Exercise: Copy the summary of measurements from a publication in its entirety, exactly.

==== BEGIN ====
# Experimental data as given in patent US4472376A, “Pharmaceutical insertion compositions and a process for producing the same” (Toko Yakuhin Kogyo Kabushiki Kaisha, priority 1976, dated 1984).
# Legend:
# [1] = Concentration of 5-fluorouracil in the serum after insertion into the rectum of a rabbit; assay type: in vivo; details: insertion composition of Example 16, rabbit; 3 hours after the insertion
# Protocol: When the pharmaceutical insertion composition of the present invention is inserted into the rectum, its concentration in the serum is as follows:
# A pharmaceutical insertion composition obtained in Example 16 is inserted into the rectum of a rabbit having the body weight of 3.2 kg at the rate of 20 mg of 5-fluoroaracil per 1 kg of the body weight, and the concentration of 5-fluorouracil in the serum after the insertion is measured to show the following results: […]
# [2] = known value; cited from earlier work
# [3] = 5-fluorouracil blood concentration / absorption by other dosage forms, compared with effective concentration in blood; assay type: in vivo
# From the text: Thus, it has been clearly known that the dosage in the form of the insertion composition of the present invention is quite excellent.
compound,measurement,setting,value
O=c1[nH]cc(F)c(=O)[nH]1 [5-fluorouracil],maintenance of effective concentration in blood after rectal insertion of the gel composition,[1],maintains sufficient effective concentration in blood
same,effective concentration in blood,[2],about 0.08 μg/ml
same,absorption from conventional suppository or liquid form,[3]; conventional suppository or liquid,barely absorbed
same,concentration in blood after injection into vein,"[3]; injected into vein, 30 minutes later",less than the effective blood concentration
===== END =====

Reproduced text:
# Experimental data as given in patent US4472376A, “Pharmaceutical insertion compositions and a process for producing the same” (Toko Yakuhin Kogyo Kabushiki Kaisha, priority 1976, dated 1984).
# Legend:
# [1] = Concentration of 5-fluorouracil in the serum after insertion into the rectum of a rabbit; assay type: in vivo; details: insertion composition of Example 16, rabbit; 3 hours after the insertion
# Protocol: When the pharmaceutical insertion composition of the present invention is inserted into the rectum, its concentration in the serum is as follows:
# A pharmaceutical insertion composition obtained in Example 16 is inserted into the rectum of a rabbit having the body weight of 3.2 kg at the rate of 20 mg of 5-fluoroaracil per 1 kg of the body weight, and the concentration of 5-fluorouracil in the serum after the insertion is measured to show the following results: […]
# [2] = known value; cited from earlier work
# [3] = 5-fluorouracil blood concentration / absorption by other dosage forms, compared with effective concentration in blood; assay type: in vivo
# From the text: Thus, it has been clearly known that the dosage in the form of the insertion composition of the present invention is quite excellent.
compound,measurement,setting,value
O=c1[nH]cc(F)c(=O)[nH]1 [5-fluorouracil],maintenance of effective concentration in blood after rectal insertion of the gel composition,[1],maintains sufficient effective concentration in blood
same,effective concentration in blood,[2],about 0.08 μg/ml
same,absorption from conventional suppository or liquid form,[3]; conventional suppository or liquid,barely absorbed
same,concentration in blood after injection into vein,"[3]; injected into vein, 30 minutes later",less than the effective blood concentration